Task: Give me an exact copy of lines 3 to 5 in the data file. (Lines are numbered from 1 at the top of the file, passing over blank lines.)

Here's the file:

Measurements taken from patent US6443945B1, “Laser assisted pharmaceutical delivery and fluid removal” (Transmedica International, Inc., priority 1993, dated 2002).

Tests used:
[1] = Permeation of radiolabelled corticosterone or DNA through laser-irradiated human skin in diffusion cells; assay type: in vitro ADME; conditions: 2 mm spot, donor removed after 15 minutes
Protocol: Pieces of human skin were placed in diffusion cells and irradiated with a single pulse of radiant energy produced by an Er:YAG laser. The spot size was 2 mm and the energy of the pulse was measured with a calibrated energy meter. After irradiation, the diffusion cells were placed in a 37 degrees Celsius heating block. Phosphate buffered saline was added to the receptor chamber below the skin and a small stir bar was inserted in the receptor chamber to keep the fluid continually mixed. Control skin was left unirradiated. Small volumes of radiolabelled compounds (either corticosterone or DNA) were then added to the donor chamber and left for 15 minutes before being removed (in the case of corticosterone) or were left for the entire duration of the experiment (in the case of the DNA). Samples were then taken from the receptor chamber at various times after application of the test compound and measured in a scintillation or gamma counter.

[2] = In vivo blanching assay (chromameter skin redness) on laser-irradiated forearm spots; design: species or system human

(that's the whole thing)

[1] = Permeation of radiolabelled corticosterone or DNA through laser-irradiated human skin in diffusion cells; assay type: in vitro ADME; conditions: 2 mm spot, donor removed after 15 minutes
Protocol: Pieces of human skin were placed in diffusion cells and irradiated with a single pulse of radiant energy produced by an Er:YAG laser. The spot size was 2 mm and the energy of the pulse was measured with a calibrated energy meter. After irradiation, the diffusion cells were placed in a 37 degrees Celsius heating block. Phosphate buffered saline was added to the receptor chamber below the skin and a small stir bar was inserted in the receptor chamber to keep the fluid continually mixed. Control skin was left unirradiated. Small volumes of radiolabelled compounds (either corticosterone or DNA) were then added to the donor chamber and left for 15 minutes before being removed (in the case of corticosterone) or were left for the entire duration of the experiment (in the case of the DNA). Samples were then taken from the receptor chamber at various times after application of the test compound and measured in a scintillation or gamma counter.

[2] = In vivo blanching assay (chromameter skin redness) on laser-irradiated forearm spots; design: species or system human